The Hillary Conspiracy: Why They Won’t Indict Her

To the amazement of probably even Clinton herself, the FBI recommended this morning to not indict former Secretary of State Hillary Clinton on charges of mishandling classified emails during her tenure in the State Department. The recommendation however didn’t stop FBI Director James Comey from lambasting her, calling her actions “extremely careless.” What amazes me most about the FBI’s conclusion isn’t the verdict itself. Rather it’s the apparent contradiction between what the FBI uncovered during its investigation and their final decision to recommend exoneration.

Before getting into how and why they reached this conclusion, here’s a timeline compiled by Sharyl Attkisson of pertinent events in Clinton’s investigation. Dates and events in this piece are based on this timeline.

The trouble for me begins in the latter half of the timeline; when on May 25 the Inspector General found that Clinton violated federal records law and that Clinton’s emails were already under attack by hackers. A month later, on the June 27, Attorney General Loretta Lynch was caught having a meeting with Bill Clinton at a Phoenix airport. While both her and Bill Clinton claim the meeting was spontaneous and social the timing is simply impeccable, for it was less than a week before Hillary Clinton’s interview with the FBI and only 8 days before the shocking conclusion of the investigation. Loretta Lynch, following flak pressure for her meeting with Clinton a few days before, on July 1 announced she would accept whatever recommendation the FBI made regarding Clinton’s emails. It was clear at this point that Lynch was not only aware of the direction of the investigation but also hoped to exonerate herself before the FBI acquitting Clinton of any criminal wrongdoing. On the July 5, FBI Director James Comey finally announces Clinton’s vindication.

The FBI’s announcement, of course, comes in the same breath that Hillary Clinton lied to the American people time and time again. Comey’s statement included what New York Times writers Mark Landler and Eric Lichtbau called “the groundwork for…a legal charge.” After listing details including 110 classified emails unlawfully on Clinton’s private server, several thousand emails withheld by Clinton’s team, evidence her emails could’ve been under foreign attack, and that Clinton used multiple vulnerable servers for her professional emails, the legal charge never came. Instead Comey recommended that Clinton not be indicted and that no “reasonable prosecutor would bring such a case.”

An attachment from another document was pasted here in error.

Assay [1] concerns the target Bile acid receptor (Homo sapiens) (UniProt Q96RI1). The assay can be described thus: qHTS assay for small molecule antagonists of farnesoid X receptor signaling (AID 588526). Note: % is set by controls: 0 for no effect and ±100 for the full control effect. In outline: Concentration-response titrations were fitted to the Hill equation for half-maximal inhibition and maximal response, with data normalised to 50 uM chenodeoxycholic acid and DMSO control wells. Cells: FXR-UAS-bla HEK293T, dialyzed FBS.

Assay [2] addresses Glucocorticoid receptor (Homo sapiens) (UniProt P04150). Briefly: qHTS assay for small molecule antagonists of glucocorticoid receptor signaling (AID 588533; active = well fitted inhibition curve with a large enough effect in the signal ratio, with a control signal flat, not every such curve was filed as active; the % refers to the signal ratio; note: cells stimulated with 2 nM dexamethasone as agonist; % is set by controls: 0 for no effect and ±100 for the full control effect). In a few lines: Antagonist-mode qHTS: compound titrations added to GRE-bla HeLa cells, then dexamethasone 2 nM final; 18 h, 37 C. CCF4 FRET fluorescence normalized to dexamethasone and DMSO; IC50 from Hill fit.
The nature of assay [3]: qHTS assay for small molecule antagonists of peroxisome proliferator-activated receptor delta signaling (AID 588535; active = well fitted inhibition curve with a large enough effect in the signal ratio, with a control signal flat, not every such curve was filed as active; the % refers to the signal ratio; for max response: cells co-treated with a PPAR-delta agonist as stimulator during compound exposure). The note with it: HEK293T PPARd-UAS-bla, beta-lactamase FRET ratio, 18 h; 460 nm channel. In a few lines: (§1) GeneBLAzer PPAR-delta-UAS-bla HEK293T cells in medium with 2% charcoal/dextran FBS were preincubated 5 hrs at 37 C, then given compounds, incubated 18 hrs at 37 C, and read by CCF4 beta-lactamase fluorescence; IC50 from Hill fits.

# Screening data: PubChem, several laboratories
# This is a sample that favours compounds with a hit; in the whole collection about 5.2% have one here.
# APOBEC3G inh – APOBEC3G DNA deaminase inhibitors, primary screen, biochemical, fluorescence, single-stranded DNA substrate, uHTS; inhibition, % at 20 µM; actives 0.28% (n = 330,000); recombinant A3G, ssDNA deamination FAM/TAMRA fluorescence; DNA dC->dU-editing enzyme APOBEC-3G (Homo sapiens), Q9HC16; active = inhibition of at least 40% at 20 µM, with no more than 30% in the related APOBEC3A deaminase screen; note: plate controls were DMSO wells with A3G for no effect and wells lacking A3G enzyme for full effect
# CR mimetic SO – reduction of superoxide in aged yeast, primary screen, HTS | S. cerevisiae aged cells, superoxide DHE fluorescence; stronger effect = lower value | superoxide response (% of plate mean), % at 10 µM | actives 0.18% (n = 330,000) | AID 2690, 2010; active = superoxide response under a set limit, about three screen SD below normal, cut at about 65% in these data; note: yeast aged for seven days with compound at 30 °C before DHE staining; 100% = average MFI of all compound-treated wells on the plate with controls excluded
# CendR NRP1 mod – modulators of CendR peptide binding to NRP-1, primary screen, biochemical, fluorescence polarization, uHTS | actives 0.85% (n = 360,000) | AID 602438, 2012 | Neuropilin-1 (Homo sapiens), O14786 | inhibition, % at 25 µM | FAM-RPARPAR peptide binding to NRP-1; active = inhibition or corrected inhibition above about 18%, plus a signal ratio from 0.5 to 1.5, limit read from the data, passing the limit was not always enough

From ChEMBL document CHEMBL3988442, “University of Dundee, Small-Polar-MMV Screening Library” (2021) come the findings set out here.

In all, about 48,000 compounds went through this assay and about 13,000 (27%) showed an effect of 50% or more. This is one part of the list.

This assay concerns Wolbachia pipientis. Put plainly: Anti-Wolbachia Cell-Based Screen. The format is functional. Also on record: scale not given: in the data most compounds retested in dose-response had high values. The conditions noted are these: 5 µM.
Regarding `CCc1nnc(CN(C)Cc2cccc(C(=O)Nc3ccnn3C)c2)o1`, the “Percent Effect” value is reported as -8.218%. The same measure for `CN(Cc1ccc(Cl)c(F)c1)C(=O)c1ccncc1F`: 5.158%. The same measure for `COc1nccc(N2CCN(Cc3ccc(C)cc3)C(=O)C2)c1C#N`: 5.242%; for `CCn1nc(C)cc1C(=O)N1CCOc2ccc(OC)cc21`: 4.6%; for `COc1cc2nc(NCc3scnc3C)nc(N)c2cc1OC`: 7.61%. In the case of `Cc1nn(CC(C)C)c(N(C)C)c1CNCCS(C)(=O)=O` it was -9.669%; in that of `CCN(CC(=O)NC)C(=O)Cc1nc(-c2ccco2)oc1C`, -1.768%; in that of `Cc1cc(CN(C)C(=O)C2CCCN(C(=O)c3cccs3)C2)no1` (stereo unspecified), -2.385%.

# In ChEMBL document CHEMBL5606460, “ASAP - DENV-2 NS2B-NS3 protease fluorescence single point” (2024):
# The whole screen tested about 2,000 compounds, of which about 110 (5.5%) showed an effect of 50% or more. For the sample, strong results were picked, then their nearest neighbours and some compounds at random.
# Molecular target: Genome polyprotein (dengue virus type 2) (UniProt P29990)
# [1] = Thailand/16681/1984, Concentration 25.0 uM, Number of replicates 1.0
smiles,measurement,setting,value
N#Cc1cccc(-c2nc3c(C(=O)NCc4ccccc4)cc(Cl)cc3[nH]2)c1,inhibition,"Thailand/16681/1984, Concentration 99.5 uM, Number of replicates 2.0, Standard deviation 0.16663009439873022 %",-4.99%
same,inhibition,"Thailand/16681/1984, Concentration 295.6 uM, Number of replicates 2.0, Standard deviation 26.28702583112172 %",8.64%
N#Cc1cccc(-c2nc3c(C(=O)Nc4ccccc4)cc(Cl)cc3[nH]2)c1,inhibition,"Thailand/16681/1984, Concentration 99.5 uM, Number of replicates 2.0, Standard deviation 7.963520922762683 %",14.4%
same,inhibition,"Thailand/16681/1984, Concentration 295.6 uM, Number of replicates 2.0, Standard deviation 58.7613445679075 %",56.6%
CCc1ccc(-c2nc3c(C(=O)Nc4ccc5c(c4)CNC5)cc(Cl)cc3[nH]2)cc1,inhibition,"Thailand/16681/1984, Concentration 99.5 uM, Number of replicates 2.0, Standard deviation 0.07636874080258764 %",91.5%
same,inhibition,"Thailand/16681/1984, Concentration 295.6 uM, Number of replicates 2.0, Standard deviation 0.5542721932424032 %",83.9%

At this point the pieces come together: both Lynch and Comey have no choice but to not indict her. Politically speaking, both have everything to lose if they choose to pursue criminal charges. If they indict her, Clinton either loses the election or she resents them and they both lose their jobs next year. Whereas if they exonerate her, both not only keep their jobs with a Clinton win but their prospects for higher appointment open wide. The execution of the plan is even simpler than it seems. Firstly, Lynch is seen with Bill Clinton in late June. Although receiving lots of soon-to-be forgotten criticism, this opens Lynch to create the appearance that her decision is handcuffed to the FBI’s recommendation. When the FBI recommends non-indictment, Lynch’s hands are washed of wrong doing and both Lynch and Comey are ripe for promotions or at least retention next year.

What should be most alarming and disgusting for the American people, however, is not that the conspiracy happened; it’s that it was done so blatantly under our noses. She lied to and indoctrinated an entire electorate and despite the FBI Director himself heavily criticizing her conduct as Secretary of State — going so far as to say that she was actually in violation of Federal statutes — the woman who is responsible for the unnecessary death of Americans in Benghazi and overall weakening of our national security due to gross negligence will most likely be our next president. But anyone but Trump, right?


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